Dazed Magazine

Why did you choose to release these pictures now? Why not before?

I had to distance myself from that time, only now do I really realize what we an important era we experienced. It’s like good wine, the longer it ripes, the better it gets.

How does it feel to look back on them?

I enjoy while viewing having witnessed such good time. The photos are time documents and the viewer only becomes aware of many things in retrospect. For example, we then didn’t have the best fashion taste but that was not really noticed in the dark clubs. But therefore we had a lot of really cool locations  only accessible through mountains of rubble. A lot was illegal and was therefore twice as much fun.

What do they represent to you?

The images represent an era, just like Woodstock stands for a certain period of time. Although we were not hippies but we definitely felt like we owned the world. We do things differently and there is no tomorrow. The images are full of energy and show people how they celebrated then. A time without digital networking, without mobile phones recorded by analog photography. When films only had 36 shots and the development could take a week. We heard danced and lived techno even though we were totally analog kids.

Why do you feel people are so interested in them now?

That was our youth and we were young as we experienced that time. Everyone is interested in his own history and the images are sometimes a type of evidence that you really witnessed these things. Also, at that time there was no selfie-generation constantly taking pictures of themselves. Many people write me that they are happy about these pictures, because they activate their memories. The Zeitmaschine photos are a kind of promoter. They reactivate the past, sometimes I can even describe the smell of the past when I look at an image. As a chronicler of the period, I may well be a little proud of being at the right place at the right time and to have had the camera at hand.

How did it actually feel at the time to be a part of this movement?

It was great to be in the midst of it, rather then just present. 1991 when I started working in the Tresor, that was the ticket to the Berlin club scene. One was not only a consumer, ie guest but also a part of the nightlife-machine having jobs to do, but having fun all the while.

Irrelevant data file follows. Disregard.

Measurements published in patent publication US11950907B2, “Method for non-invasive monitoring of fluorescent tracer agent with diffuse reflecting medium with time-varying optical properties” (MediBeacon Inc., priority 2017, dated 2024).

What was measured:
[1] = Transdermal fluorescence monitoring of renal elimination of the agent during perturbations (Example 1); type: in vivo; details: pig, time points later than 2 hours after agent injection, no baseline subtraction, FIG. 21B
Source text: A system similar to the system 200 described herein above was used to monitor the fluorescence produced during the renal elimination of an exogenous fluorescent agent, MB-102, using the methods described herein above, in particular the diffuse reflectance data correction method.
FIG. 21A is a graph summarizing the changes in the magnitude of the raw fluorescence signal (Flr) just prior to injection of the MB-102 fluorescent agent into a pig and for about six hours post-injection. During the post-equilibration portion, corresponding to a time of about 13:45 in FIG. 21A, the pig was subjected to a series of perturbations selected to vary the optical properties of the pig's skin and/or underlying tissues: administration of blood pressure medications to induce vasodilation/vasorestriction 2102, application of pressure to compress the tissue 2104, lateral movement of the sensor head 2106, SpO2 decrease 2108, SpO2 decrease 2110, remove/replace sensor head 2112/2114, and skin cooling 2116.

Through my job as a photographer at FrontPage I could take (almost) as much photos as I wanted.

Did you realize at the time you were capturing something so important?

I have always been taking pictures and shortly before the techno movement developed I documented the opening of the Berlin Wall. At the time I was aware that something very important was happening. This was not so with the techno pictures. It was just fun and energy. Celebrating the joy that East and West came together and you actually could do whatever you wanted. A little bit of anarchy in a yet so regulated Germany.

What do you want people to take away from your photos?

I would be pleased if the people who look at my pictures understand that it does not matter whether one is gay or straight, black or white, big or small, designer clothes or second hand. Back then we felt no real differences. We just had fun together. We made many new discoveries together and used the time to find our limits and let the energy flow.

Do you have any anecdotes to share from that time? Something that particularly sticks out in your mind?

I have quite a few stories in my mind. Many cannot and will not be told to the public. But there were, for example, the Tresor New Year’s party, DJ Tanith was on the decks and I stood on the fog machine. We smoked the cellar out so bad that the fog was already crawling through the window at the busy Leipziger Strasse. The alarmed firefighters surely thought that hundreds of people are burnt to death. When they then stormed the building with gas masks and oxygen cylinders we just thought: They look a bit strange, full of funky techno outfits and partied on.

Do you have a favorite picture?

I have a few favorite pictures, but one of my absolute favorites is the photo with the dancing girl of the GTO Performance in E-werk. That must have been around 1994. Shortly before the image was taken, the girl broke off two tooth crowns. But that didn’t seem to matter anyway. This picture symbolizes for me the state of complete detachment. No matter what others think, the main thing is we have fun.

How has clubbing and club culture changed in your opinion?

I haven’t been active in the club scene since years now, but I’ve been told by my younger friends that it’s actually just as much fun as it used to be. The whole thing with the photos and the social networking has affected they way people party, so they are perhaps not quite as wild as the time when no pictures were taken and then also could not show up the next day on Facebook.